11 Now while they were on their way, some of the guard came into the city and reported to the chief priests all that had happened. 12 And when they had assembled with the elders and consulted together, they gave a large sum of money to the soldiers, 13 and said, “You are to say, ‘His disciples came by night and stole Him away while we were asleep.’ 14 “And if this should come to the governor’s ears, we will win him over and keep you out of trouble.” 15 And they took the money and did as they had been instructed; and this story was widely spread among the Jews, and is to this day.
I can’t say that I have spoken to any practicing Jews on this topic. Even if I did it wouldn’t matter a whole lot since I’m sure there are different stories of how they reconcile Jesus’ disappearance from the tomb, just as different Christians interpret the bible differently. This really isn’t the point; the point in us knowing this tidbit of history is that the Jewish leaders continued to be fearful of preserving their own religion and thwarting this rising movement before it got “out of control”. Little did they know that it was out of their control anyway.
In watching The Last Temptation of Christ a friend pointed out to me how towards the end Jesus confronts the Apostle Paul teaching about this resurrected Jesus (in the scheme of the movie at this point, Jesus hadn’t died, so He couldn’t have been resurrected) and He asks Paul how he knows of this resurrected Jesus and that He, in fact, was this Jesus he was preaching about. Paul begins to tell Jesus that he doesn’t care who He is, and that if he has to will kill Him and resurrect Him himself just to preserve the Christian movement. Some folks might take offense at the idea that Christianity is just a movement spurned on by a good story. The question is: are we driven by the movement or are we driven by the truth?
Indeed, none of us can go back and sit in front of Jesus’ tomb on Easter morning and wait to see if He will come out. Then again He isn’t quite Punxsutawney Phil, either. However, we need to evaluate the basis of our own faith, why it is so important to us, and what we base it upon. I’ve also recently been debating the existence or non-existence of supernatural gifts and miracles with someone on a Christian forum. Their stance has been “have you met the Apostles and seen them perform these miracles?” Of course I haven’t. But what about those who came after them? They lived with Jesus and then shared not only the stories, but the teachings and gifts of the Spirit. In fact, they didn’t even fully know the supernatural gifts themselves until after Jesus ascended and they sat around waiting for this gift that He said would come. I’m sure they were just as surprised and overwhelmed as the Holy Spirit poured Himself out as everyone else was (See Acts 2). This person hasn’t experienced any of these things and therefore is convinced they died with the original Apostles. I have experienced them and of course do not believe what he does. Jesus warned against close-mindedness before He was crucified and told His disciples not to believe everything they hear but to believe in what they have learned through experience.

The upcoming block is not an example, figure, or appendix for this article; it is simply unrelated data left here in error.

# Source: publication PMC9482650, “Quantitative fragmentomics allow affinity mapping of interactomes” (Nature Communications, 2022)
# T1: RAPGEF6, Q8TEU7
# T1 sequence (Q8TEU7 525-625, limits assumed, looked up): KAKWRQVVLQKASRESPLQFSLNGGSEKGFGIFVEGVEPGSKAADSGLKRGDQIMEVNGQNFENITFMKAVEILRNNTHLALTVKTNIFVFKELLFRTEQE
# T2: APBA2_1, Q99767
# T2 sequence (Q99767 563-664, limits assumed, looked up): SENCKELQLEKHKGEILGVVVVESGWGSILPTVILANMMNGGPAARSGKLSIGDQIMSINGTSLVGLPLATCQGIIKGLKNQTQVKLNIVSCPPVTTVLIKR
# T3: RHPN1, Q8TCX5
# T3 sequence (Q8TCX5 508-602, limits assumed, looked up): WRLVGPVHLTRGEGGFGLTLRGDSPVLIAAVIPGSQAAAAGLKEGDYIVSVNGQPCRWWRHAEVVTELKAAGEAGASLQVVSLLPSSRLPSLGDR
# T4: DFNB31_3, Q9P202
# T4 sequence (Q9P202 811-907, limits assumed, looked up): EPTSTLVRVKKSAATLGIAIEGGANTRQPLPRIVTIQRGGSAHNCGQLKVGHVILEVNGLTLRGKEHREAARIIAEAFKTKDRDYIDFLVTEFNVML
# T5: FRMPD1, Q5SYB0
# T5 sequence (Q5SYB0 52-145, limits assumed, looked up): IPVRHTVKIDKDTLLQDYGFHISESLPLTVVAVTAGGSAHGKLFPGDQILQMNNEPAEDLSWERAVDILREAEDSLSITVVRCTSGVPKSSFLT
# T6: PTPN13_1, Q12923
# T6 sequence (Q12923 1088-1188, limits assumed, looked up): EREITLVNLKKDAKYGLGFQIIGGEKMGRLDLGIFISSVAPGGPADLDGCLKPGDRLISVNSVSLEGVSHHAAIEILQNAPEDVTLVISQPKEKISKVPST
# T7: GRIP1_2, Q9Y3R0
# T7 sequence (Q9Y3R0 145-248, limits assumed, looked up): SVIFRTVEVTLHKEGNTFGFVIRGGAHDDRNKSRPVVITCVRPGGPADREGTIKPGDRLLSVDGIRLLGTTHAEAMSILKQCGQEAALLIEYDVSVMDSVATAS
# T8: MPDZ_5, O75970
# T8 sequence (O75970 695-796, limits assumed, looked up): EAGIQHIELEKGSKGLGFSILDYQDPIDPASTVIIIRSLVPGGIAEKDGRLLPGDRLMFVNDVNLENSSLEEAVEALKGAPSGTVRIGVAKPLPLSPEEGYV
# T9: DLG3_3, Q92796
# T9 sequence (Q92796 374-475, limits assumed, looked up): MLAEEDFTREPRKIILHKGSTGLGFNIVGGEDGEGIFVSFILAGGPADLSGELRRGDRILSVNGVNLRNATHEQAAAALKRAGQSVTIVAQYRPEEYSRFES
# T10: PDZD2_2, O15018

If we just read the bible and allow it to simply convince us that it is true, we are creating a false foundation for our faith. Some of you reading this might balk at what I said, but follow me on this one. The bible gives us a foundation of man’s relationship with God. It tells the story, it teaches us how we can relate to God and how He relates to us. We even learn of some things that are to come in the future. But if we read it only as a history book, then all we have is a head full of knowledge. It is no different than the story of these guards who were paid off by the religious elite to tell a story to the Jews of what had happened. The awesome thing about what is told in the bible is that it gives us things to test. Jesus specifically teaches principles (and His disciples write applicable lessons to reinforce them) that we can actually apply to our lives and live out to see if they are true or not. We can actually put these principles to the test and experience them for ourselves! This is why some modern day Christians talk about Christianity being about a relationship not a religion. Religion is about practicing rituals because we grew up being told it’s what we should do. Our relationship with God is about responding to our interactions with Him as a result of the veil being torn on Good Friday.
In my previous post I talked about recognizing our own resurrection as a result of Christ and the new life He has created for us to live. It is not a ritualistic idea we have to preserve for fear of losing our religious identity (as we see the chief priests and elders doing). It is about living a life in the Kingdom of God as an ongoing experience with our creator! We all have different experiences and this is in part by design and in part by our own willingness and desire to experience communion with the Living God and Creator of all things. What’s more important to you: your religion or your relationship with Him?